Craftivism and DIY politics

Elena Solomon wrote a paper titled “Homemade and Hell Raising Through Craft, Activism, and Do-It-Yourself Culture”. This paper, published in the Journal of PsychNology (that is not a typo), begins with the interesting claim that while crafters and DIY-ers tend to take pride in the self-sufficiency demonstrated by their crafts and projects, this stands in seeming contradiction to their common dependence on DIY gathering spaces (real or virtual). In most cases, we learn to craft from others (in person, from tutorials, from examples, from books, from videos…), and even after gaining skill, we seek to share the results with other people, or sell them to other people, or get feedback from other people… Witness,, etc. Do It Yourself might in some cases be better phrased as Do It Yourself With Others.

Or at least that’s the argument I think the author wanted to make. While this was the teaser, and that’s what the article claimed to be focusing on, the paper then veers off into an analysis of “craftivism,” which I gather is when you use crafts to make political statements.

My first thought was, of course, of Madame Defarge.

Solomon first describes existing craft websites as “jarringly apolitical” (I am not sure what she expected to find), a phenomenon she attributes to “the DIY movement’s highly political ties with consumerism.” I think this is trying to say that craft sites are not political because they are created? controlled? motivated by? businesses selling craft supplies. It’s not quite clear.

The same sentence then asserts that

“the apolitical masquerade reveals, upon closer analysis, neoliberal ties to a more conservative capitalist agenda.”

I read that excerpt at least five times before admitting defeat. I have no idea what this is saying.

The paper then meanders into “retrograde postfeminism” and makes some actually plausible statements that a lot of crafting and DIY projects are marketed toward white, middle-class folk, who may participate without even seeing it as so. It guess that group of people would include me, but I don’t think I’d go as far as ascribing it to “the underlying political force that actively works to maintain a racialized and middle class market of consumerist individuals.”

Much more entertaining is the list of “craftivist” activities in this article. While Defarge doesn’t make an appearance, Chilean women who were imprisoned and oppressed do. These women sewed arpilleras to tell their stories and ask about missing loved ones, while living in fear of punishment.

Barb Hunt knitted a series of anti-personnel land mines to protest their use worldwide.

Kirsty Robertson designed a knitting pattern that encodes the Code Red Virus and made it freely available. Anyone can knit this computer virus (purl = 0, knit = 1) and transport it anywhere in the world… or encode their own favorite program into a new scarf. (Of course, the scarf-code is only meaningful if associated with an interpreter, compiler, or a computer that can run it.)

I can’t claim to have performed any acts of craftivism myself. What’s your favorite example?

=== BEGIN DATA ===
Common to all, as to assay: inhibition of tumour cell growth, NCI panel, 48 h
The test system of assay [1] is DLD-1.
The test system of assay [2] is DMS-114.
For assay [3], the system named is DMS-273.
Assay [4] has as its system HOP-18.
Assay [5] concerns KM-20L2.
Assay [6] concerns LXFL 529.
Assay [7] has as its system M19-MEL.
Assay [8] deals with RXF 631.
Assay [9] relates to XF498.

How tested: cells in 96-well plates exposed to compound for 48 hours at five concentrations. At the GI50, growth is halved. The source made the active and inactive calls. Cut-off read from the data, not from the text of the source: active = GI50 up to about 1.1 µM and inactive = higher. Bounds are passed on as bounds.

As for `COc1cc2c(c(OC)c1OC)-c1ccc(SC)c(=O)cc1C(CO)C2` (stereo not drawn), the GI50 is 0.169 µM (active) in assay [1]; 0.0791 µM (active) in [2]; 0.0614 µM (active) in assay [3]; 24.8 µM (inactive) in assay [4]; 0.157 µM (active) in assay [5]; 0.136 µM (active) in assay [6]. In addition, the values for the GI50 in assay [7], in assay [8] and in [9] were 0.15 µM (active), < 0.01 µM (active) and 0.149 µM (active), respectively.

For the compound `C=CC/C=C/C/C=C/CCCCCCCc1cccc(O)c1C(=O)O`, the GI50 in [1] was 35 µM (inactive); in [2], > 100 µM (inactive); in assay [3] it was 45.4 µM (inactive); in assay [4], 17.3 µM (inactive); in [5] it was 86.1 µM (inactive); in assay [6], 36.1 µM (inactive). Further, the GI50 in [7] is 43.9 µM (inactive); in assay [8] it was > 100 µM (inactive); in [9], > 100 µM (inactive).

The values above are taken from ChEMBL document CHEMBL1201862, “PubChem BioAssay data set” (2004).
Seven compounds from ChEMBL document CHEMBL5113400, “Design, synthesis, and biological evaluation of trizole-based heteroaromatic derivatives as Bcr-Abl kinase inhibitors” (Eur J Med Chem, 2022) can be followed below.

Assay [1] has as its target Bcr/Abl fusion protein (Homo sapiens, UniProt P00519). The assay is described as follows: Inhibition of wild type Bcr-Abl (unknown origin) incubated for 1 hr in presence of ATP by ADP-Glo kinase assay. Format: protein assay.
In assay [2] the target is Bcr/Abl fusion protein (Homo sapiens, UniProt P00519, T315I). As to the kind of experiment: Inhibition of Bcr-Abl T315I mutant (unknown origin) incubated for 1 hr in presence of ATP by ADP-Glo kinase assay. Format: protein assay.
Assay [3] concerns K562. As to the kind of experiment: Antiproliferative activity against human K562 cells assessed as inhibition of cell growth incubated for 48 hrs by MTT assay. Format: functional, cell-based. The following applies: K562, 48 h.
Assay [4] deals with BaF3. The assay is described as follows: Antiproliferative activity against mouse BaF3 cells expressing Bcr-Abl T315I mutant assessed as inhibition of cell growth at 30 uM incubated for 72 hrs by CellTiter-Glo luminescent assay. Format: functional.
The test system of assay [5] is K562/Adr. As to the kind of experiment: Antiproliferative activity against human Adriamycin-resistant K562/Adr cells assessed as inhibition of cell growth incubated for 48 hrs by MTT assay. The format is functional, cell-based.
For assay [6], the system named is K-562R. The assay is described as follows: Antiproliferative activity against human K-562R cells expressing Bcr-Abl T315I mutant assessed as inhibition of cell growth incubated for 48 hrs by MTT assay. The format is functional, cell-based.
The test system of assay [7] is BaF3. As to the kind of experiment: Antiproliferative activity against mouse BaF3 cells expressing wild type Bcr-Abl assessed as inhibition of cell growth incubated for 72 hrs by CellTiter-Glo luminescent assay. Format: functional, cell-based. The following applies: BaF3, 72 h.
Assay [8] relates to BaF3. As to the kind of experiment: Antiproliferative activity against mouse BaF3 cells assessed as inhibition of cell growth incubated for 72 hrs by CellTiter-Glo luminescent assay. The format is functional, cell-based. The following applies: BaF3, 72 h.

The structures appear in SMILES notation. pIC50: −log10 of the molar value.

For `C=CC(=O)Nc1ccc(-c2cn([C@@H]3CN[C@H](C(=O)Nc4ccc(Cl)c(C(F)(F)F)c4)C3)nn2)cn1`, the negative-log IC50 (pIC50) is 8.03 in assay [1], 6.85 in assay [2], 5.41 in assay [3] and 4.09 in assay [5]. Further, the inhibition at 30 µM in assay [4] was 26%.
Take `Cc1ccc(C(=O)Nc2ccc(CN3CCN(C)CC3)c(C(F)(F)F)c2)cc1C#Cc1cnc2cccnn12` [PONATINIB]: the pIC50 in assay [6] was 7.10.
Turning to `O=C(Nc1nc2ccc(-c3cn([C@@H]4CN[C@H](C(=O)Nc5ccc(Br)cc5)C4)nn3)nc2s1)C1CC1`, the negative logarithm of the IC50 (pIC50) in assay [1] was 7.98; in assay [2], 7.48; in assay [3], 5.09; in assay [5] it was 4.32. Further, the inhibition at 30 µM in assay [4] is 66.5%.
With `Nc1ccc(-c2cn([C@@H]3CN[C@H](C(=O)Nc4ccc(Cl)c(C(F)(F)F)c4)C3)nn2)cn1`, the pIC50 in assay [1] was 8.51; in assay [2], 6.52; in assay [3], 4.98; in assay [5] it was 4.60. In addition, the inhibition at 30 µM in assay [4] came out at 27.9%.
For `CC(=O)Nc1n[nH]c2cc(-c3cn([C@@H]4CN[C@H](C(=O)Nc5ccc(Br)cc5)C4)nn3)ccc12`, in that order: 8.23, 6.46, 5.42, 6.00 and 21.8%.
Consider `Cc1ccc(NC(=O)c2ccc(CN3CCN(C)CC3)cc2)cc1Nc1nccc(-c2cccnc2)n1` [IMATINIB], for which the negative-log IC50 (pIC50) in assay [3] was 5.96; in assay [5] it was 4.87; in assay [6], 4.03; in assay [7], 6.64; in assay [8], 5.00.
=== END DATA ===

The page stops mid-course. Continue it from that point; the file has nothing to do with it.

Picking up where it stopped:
2 of 2 people learned something from this entry.

  1. Brittany said,

    May 8, 2014 at 9:21 am

    (Learned something new!)

    Great post! I don’t think it’s a contradiction for DIYers to be both independent and also rooted in community. I think DIY is more about anti-commercialism and anti-establishment which shouldn’t isolate crafters/makers but bring like-minded people together. Great point about how some craft sites are created by the “establishment” and can have a commercial angle. Still, the internet is very DIY in that anyone can publish and create content to be shared with others.

    I’ve always been a fan of yarnbombing which can be a form of craftivism.
    Now that you mention it, I think I might own an arpillera! I have this really amazing applique of women picking fruit from trees and farming. I bought it from a museum sale (The White Elephant Sale in Oakland – it’s AWESOME). Now I want to to research more examples of craftivism!

  2. Kiri said,

    May 8, 2014 at 10:13 am

    I agree — and I was kind of taken aback by the article attributing political shades to craft/DIY endeavors. While “craftivism” exists and is interesting in its own right, I don’t think hobbyist crafters have to be labeled as “retrograde postfeminists” or whatnot — maybe they just like making things and aren’t trying to make a statement, and needn’t be considered poor consumerist victims of Michael’s or Joann’s.

    Have you participated in yarnbombing? I recently saw a random tree in a park in Mexico City that had a knitted cozy on it!

    And that is really cool that you have an arpillera. :)

  3. Susan said,

    May 12, 2014 at 1:51 pm

    (Learned something new!)

    Huh. I do think that the hip knitting revolution has some roots in postfeminist flap. It’s a hobby strongly tied to gender roles, and it was rejected as an arcane and too-girly pastime before being resurrected as a passion for mostly upper-middle-class white women. And I do think that in some circles it’s seen as a reclaimed hobby and symbol of girl power.

    Part of knitting revival seems to be passion for owning/knitting a lot of expensive, unusual fiber yarn. You could say that’s pretty consumerist. By the time you have knit a sweater in silk/alpaca blend out of yarn that costs 4x more than any comparable completed sweater would cost, I’m not sure you get to claim DIY cred anymore.

    I am, of course, poking the devil’s advocate stick at myself. :)

    That said, I don’t think you can say that about other DIY hobbies at all, and I don’t think that DIY has anything to do with placing oneself in social isolation. Those are two entirely different forms of independence.

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